1156     token      = <token, see [RFC7230], Section 3.2.6>
1157
1158   The rules below are defined in other parts:
1159
1160     HTTP-date  = <HTTP-date, see [RFC7231], Section 7.1.1.1>
1161     entity-tag = <entity-tag, see [RFC7232], Section 2.3>
1162
1163Appendix D.  Collected ABNF
1164
1165   In the collected ABNF below, list rules are expanded as per Section
1166   1.2 of [RFC7230].
1167
1168
1169
1170
1171
1172
1173
1174
1175Fielding, et al.        Expires November 29, 2014              [Page 21]
1176
1177Internet-Draft           HTTP/1.1 Range Requests                May 2014
1178
1179
1180   Accept-Ranges = acceptable-ranges
1181
1182   Content-Range = byte-content-range / other-content-range
1183
1184   HTTP-date = <HTTP-date, see [RFC7231], Section 7.1.1.1>
1185
1186   If-Range = entity-tag / HTTP-date
1187
1188   OWS = <OWS, see [RFC7230], Section 3.2.3>
1189
1190   Range = byte-ranges-specifier / other-ranges-specifier
1191
1192   acceptable-ranges = ( *( "," OWS ) range-unit *( OWS "," [ OWS
1193    range-unit ] ) ) / "none"
1194
1195   byte-content-range = bytes-unit SP ( byte-range-resp /
1196    unsatisfied-range )
1197   byte-range = first-byte-pos "-" last-byte-pos
1198   byte-range-resp = byte-range "/" ( complete-length / "*" )
1199   byte-range-set = *( "," OWS ) ( byte-range-spec /
1200    suffix-byte-range-spec ) *( OWS "," [ OWS ( byte-range-spec /
1201    suffix-byte-range-spec ) ] )
1202   byte-range-spec = first-byte-pos "-" [ last-byte-pos ]
1203   byte-ranges-specifier = bytes-unit "=" byte-range-set
1204   bytes-unit = "bytes"
1205
1206   complete-length = 1*DIGIT
1207
1208   entity-tag = <entity-tag, see [RFC7232], Section 2.3>
1209
1210   first-byte-pos = 1*DIGIT
1211
1212   last-byte-pos = 1*DIGIT
1213
1214   other-content-range = other-range-unit SP other-range-resp
1215   other-range-resp = *CHAR
1216   other-range-set = 1*VCHAR
1217   other-range-unit = token
1218   other-ranges-specifier = other-range-unit "=" other-range-set
1219
1220   range-unit = bytes-unit / other-range-unit
1221
1222   suffix-byte-range-spec = "-" suffix-length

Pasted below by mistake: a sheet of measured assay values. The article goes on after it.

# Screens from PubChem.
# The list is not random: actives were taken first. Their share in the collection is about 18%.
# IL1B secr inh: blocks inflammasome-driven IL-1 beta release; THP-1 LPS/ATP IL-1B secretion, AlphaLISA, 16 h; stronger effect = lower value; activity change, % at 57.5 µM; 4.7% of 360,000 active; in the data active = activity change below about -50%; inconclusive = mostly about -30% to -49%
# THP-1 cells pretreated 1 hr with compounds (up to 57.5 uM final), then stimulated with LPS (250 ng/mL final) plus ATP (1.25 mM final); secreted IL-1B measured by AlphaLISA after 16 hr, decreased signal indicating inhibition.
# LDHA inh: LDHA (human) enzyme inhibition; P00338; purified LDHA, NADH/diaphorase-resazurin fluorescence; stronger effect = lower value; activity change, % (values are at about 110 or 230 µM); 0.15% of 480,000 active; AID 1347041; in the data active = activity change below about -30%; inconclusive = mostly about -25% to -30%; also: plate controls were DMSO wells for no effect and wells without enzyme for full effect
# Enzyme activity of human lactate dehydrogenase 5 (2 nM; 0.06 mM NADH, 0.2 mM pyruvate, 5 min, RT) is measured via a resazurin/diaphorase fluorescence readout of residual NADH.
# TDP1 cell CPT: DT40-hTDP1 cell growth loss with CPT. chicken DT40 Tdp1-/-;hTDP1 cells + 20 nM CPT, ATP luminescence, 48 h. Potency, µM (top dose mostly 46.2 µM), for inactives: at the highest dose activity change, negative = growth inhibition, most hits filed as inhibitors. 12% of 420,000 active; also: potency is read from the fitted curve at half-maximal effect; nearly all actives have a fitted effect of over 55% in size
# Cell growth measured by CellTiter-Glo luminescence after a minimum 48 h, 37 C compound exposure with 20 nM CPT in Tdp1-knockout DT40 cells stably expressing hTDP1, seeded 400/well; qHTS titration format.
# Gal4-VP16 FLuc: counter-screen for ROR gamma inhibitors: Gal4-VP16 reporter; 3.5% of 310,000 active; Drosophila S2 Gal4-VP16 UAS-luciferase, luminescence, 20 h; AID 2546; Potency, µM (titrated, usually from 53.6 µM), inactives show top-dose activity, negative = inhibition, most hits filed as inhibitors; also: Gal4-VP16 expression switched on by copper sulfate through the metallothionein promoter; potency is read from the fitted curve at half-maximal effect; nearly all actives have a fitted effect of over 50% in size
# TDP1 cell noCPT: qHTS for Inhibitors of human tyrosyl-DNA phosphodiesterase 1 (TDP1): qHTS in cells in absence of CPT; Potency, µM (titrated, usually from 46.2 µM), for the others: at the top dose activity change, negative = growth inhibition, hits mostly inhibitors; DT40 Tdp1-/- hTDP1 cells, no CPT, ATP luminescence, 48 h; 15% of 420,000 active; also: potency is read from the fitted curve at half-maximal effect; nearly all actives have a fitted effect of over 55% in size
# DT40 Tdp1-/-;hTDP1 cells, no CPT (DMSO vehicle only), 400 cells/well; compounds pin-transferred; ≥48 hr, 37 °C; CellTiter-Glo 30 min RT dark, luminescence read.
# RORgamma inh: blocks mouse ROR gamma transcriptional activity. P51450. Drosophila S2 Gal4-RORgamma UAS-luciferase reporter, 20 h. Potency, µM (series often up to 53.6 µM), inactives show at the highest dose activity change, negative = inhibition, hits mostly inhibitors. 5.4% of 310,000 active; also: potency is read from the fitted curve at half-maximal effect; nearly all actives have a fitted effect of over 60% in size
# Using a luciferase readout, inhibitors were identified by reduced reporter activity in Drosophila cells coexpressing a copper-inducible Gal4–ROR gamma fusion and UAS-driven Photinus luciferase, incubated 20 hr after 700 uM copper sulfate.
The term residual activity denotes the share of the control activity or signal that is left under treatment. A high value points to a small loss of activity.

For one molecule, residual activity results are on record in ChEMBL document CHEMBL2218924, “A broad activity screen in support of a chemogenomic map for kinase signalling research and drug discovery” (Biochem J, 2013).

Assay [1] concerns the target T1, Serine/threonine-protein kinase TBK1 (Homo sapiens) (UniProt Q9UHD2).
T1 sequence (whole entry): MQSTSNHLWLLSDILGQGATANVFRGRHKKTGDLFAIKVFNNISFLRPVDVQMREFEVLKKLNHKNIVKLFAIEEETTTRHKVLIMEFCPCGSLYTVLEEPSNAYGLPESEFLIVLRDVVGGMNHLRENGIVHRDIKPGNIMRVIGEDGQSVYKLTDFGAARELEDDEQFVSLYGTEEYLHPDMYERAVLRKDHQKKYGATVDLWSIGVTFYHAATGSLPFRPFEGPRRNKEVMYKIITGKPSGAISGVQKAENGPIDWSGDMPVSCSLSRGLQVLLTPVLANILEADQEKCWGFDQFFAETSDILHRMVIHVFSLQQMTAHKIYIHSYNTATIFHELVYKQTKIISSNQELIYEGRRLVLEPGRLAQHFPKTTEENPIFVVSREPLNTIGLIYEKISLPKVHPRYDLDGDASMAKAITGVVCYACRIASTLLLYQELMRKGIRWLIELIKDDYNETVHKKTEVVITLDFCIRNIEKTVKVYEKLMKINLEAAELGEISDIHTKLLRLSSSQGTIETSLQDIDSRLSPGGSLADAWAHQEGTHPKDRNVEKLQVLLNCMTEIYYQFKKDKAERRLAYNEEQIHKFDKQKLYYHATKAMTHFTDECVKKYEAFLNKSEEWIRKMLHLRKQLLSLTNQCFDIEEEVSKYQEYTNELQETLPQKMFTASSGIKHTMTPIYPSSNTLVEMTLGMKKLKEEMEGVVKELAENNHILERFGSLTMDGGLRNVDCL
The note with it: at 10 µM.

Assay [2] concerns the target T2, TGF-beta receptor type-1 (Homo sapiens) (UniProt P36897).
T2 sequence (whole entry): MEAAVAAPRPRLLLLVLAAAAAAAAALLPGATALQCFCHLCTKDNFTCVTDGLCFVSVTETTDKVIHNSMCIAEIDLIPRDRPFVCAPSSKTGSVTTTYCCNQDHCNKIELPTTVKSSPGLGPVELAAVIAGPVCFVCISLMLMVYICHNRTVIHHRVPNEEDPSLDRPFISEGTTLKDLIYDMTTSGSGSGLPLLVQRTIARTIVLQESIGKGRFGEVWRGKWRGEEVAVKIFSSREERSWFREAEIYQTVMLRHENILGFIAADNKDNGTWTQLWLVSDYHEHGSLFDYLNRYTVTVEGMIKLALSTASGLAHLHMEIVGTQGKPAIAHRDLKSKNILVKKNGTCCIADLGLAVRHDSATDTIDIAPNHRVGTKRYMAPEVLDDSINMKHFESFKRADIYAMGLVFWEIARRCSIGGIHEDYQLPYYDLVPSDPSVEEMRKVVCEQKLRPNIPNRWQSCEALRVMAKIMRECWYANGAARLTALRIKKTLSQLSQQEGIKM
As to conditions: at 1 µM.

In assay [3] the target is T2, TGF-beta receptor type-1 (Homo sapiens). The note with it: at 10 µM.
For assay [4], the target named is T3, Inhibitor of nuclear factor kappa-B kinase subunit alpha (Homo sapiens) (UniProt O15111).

1223   suffix-length = 1*DIGIT
1224
1225   token = <token, see [RFC7230], Section 3.2.6>
1226
1227   unsatisfied-range = "*/" complete-length
1228
1229
1230
1231Fielding, et al.        Expires November 29, 2014              [Page 22]
1232
1233Internet-Draft           HTTP/1.1 Range Requests                May 2014
1234
1235
1236Index
1237
1238   2
1239      206 Partial Content (status code)  10
1240
1241   4
1242      416 Range Not Satisfiable (status code)  15
1243
1244   A
1245      Accept-Ranges header field  7
1246
1247   C
1248      Content-Range header field  12
1249
1250   G
1251      Grammar
1252         Accept-Ranges  7
1253         acceptable-ranges  7
1254         byte-content-range  12
1255         byte-range  12
1256         byte-range-resp  12
1257         byte-range-set  5
1258         byte-range-spec  5
1259         byte-ranges-specifier  5
1260         bytes-unit  5
1261         complete-length  12
1262         Content-Range  12
1263         first-byte-pos  5
1264         If-Range  9
1265         last-byte-pos  5
1266         other-content-range  12
1267         other-range-resp  12
1268         other-range-unit  5, 7
1269         Range  7
1270         range-unit  5
1271         ranges-specifier  5
1272         suffix-byte-range-spec  6
1273         suffix-length  6
1274         unsatisfied-range  12
1275
1276   I
1277      If-Range header field  9
1278
1279   M
1280      Media Type
1281         multipart/byteranges  17, 20
1282         multipart/x-byteranges  20
1283      multipart/byteranges Media Type  17, 20
1284
1285
1286
1287Fielding, et al.        Expires November 29, 2014              [Page 23]
1288
1289Internet-Draft           HTTP/1.1 Range Requests                May 2014
1290
1291
1292      multipart/x-byteranges Media Type  20
1293
1294   R
1295      Range header field  7
1296
1297Authors' Addresses
1298
1299   Roy T. Fielding (editor)
1300   Adobe Systems Incorporated
1301   345 Park Ave
1302   San Jose, CA  95110
1303   USA
1304
1305   EMail: fielding@gbiv.com
1306   URI:   http://roy.gbiv.com/
1307
1308
1309   Yves Lafon (editor)
1310   World Wide Web Consortium
1311   W3C / ERCIM
1312   2004, rte des Lucioles
1313   Sophia-Antipolis, AM  06902
1314   France
1315
1316   EMail: ylafon@w3.org
1317   URI:   http://www.raubacapeu.net/people/yves/
1318
1319
1320   Julian F. Reschke (editor)
1321   greenbytes GmbH
1322   Hafenweg 16
1323   Muenster, NW  48155
1324   Germany
1325
1326   EMail: julian.reschke@greenbytes.de
1327   URI:   http://greenbytes.de/tech/webdav/
1328
1329
1330
1331
1332
1333
1334
1335
1336
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1339
1340
1341
1342
1343Fielding, et al.        Expires November 29, 2014              [Page 24]
1344